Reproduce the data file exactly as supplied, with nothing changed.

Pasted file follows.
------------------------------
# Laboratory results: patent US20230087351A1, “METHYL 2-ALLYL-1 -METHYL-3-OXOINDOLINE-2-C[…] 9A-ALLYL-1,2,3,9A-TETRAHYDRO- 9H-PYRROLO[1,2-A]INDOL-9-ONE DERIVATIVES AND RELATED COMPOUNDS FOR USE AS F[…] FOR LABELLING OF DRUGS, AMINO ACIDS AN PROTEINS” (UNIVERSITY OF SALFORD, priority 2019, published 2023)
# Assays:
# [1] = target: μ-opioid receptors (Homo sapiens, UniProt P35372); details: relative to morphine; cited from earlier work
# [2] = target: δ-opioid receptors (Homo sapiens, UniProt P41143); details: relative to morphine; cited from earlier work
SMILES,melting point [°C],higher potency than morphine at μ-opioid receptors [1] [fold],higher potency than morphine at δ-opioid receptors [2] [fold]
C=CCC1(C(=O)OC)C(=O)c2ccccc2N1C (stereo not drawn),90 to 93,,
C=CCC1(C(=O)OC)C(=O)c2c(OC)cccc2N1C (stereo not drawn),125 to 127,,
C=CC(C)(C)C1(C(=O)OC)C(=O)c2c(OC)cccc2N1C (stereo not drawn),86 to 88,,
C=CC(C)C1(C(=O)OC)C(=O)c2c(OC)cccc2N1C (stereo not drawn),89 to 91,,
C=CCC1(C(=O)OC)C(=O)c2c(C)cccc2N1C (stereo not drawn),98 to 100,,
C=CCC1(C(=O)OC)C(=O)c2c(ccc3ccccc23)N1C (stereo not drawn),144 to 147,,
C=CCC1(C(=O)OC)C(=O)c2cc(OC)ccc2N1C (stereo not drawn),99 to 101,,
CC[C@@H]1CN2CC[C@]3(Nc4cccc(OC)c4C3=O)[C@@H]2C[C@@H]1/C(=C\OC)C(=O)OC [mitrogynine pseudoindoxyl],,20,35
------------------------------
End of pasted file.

# Laboratory results: patent US20230087351A1, “METHYL 2-ALLYL-1 -METHYL-3-OXOINDOLINE-2-C[…] 9A-ALLYL-1,2,3,9A-TETRAHYDRO- 9H-PYRROLO[1,2-A]INDOL-9-ONE DERIVATIVES AND RELATED COMPOUNDS FOR USE AS F[…] FOR LABELLING OF DRUGS, AMINO ACIDS AN PROTEINS” (UNIVERSITY OF SALFORD, priority 2019, published 2023)
# Assays:
# [1] = target: μ-opioid receptors (Homo sapiens, UniProt P35372); details: relative to morphine; cited from earlier work
# [2] = target: δ-opioid receptors (Homo sapiens, UniProt P41143); details: relative to morphine; cited from earlier work
SMILES,melting point [°C],higher potency than morphine at μ-opioid receptors [1] [fold],higher potency than morphine at δ-opioid receptors [2] [fold]
C=CCC1(C(=O)OC)C(=O)c2ccccc2N1C (stereo not drawn),90 to 93,,
C=CCC1(C(=O)OC)C(=O)c2c(OC)cccc2N1C (stereo not drawn),125 to 127,,
C=CC(C)(C)C1(C(=O)OC)C(=O)c2c(OC)cccc2N1C (stereo not drawn),86 to 88,,
C=CC(C)C1(C(=O)OC)C(=O)c2c(OC)cccc2N1C (stereo not drawn),89 to 91,,
C=CCC1(C(=O)OC)C(=O)c2c(C)cccc2N1C (stereo not drawn),98 to 100,,
C=CCC1(C(=O)OC)C(=O)c2c(ccc3ccccc23)N1C (stereo not drawn),144 to 147,,
C=CCC1(C(=O)OC)C(=O)c2cc(OC)ccc2N1C (stereo not drawn),99 to 101,,
CC[C@@H]1CN2CC[C@]3(Nc4cccc(OC)c4C3=O)[C@@H]2C[C@@H]1/C(=C\OC)C(=O)OC [mitrogynine pseudoindoxyl],,20,35